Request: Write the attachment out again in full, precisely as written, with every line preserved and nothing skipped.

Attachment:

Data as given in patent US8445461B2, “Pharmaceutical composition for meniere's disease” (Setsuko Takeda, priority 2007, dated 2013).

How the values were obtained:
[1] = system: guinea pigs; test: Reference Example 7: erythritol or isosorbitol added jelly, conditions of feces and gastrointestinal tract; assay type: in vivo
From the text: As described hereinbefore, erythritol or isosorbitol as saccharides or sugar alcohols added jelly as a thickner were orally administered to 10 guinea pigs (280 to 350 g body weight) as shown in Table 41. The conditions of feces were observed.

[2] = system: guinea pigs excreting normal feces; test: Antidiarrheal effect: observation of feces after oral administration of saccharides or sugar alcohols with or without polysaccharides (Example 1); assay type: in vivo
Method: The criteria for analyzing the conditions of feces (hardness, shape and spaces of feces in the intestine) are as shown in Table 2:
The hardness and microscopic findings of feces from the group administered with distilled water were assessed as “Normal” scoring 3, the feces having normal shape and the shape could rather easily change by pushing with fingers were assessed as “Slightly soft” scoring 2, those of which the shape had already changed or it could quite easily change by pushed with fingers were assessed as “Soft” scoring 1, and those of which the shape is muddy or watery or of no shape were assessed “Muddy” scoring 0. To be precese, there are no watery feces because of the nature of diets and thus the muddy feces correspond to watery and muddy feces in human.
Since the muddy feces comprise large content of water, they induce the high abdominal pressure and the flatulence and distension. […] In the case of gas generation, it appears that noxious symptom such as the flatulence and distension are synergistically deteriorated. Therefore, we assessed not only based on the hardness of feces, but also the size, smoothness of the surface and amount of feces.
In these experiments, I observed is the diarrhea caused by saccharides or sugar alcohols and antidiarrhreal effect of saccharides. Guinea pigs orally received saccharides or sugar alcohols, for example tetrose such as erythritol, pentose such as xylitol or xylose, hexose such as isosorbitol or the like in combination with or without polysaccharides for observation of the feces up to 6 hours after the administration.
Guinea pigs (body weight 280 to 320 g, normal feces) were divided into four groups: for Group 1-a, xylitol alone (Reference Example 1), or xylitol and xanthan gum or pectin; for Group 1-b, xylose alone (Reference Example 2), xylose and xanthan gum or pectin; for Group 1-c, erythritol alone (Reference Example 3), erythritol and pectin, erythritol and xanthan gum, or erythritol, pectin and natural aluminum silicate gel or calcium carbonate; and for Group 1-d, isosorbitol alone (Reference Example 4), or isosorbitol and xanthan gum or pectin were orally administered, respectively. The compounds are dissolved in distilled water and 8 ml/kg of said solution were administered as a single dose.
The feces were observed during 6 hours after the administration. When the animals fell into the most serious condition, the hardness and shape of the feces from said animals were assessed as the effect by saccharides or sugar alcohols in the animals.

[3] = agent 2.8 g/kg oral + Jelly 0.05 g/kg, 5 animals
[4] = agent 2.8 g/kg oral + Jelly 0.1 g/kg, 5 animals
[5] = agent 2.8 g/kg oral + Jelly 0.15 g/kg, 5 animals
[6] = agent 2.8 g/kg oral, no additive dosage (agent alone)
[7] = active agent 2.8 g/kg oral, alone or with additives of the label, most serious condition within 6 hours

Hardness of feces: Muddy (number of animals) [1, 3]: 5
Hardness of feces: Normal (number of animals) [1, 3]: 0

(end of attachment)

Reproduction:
Data as given in patent US8445461B2, “Pharmaceutical composition for meniere's disease” (Setsuko Takeda, priority 2007, dated 2013).

How the values were obtained:
[1] = system: guinea pigs; test: Reference Example 7: erythritol or isosorbitol added jelly, conditions of feces and gastrointestinal tract; assay type: in vivo
From the text: As described hereinbefore, erythritol or isosorbitol as saccharides or sugar alcohols added jelly as a thickner were orally administered to 10 guinea pigs (280 to 350 g body weight) as shown in Table 41. The conditions of feces were observed.

[2] = system: guinea pigs excreting normal feces; test: Antidiarrheal effect: observation of feces after oral administration of saccharides or sugar alcohols with or without polysaccharides (Example 1); assay type: in vivo
Method: The criteria for analyzing the conditions of feces (hardness, shape and spaces of feces in the intestine) are as shown in Table 2:
The hardness and microscopic findings of feces from the group administered with distilled water were assessed as “Normal” scoring 3, the feces having normal shape and the shape could rather easily change by pushing with fingers were assessed as “Slightly soft” scoring 2, those of which the shape had already changed or it could quite easily change by pushed with fingers were assessed as “Soft” scoring 1, and those of which the shape is muddy or watery or of no shape were assessed “Muddy” scoring 0. To be precese, there are no watery feces because of the nature of diets and thus the muddy feces correspond to watery and muddy feces in human.
Since the muddy feces comprise large content of water, they induce the high abdominal pressure and the flatulence and distension. […] In the case of gas generation, it appears that noxious symptom such as the flatulence and distension are synergistically deteriorated. Therefore, we assessed not only based on the hardness of feces, but also the size, smoothness of the surface and amount of feces.
In these experiments, I observed is the diarrhea caused by saccharides or sugar alcohols and antidiarrhreal effect of saccharides. Guinea pigs orally received saccharides or sugar alcohols, for example tetrose such as erythritol, pentose such as xylitol or xylose, hexose such as isosorbitol or the like in combination with or without polysaccharides for observation of the feces up to 6 hours after the administration.
Guinea pigs (body weight 280 to 320 g, normal feces) were divided into four groups: for Group 1-a, xylitol alone (Reference Example 1), or xylitol and xanthan gum or pectin; for Group 1-b, xylose alone (Reference Example 2), xylose and xanthan gum or pectin; for Group 1-c, erythritol alone (Reference Example 3), erythritol and pectin, erythritol and xanthan gum, or erythritol, pectin and natural aluminum silicate gel or calcium carbonate; and for Group 1-d, isosorbitol alone (Reference Example 4), or isosorbitol and xanthan gum or pectin were orally administered, respectively. The compounds are dissolved in distilled water and 8 ml/kg of said solution were administered as a single dose.
The feces were observed during 6 hours after the administration. When the animals fell into the most serious condition, the hardness and shape of the feces from said animals were assessed as the effect by saccharides or sugar alcohols in the animals.

[3] = agent 2.8 g/kg oral + Jelly 0.05 g/kg, 5 animals
[4] = agent 2.8 g/kg oral + Jelly 0.1 g/kg, 5 animals
[5] = agent 2.8 g/kg oral + Jelly 0.15 g/kg, 5 animals
[6] = agent 2.8 g/kg oral, no additive dosage (agent alone)
[7] = active agent 2.8 g/kg oral, alone or with additives of the label, most serious condition within 6 hours

Hardness of feces: Muddy (number of animals) [1, 3]: 5
Hardness of feces: Normal (number of animals) [1, 3]: 0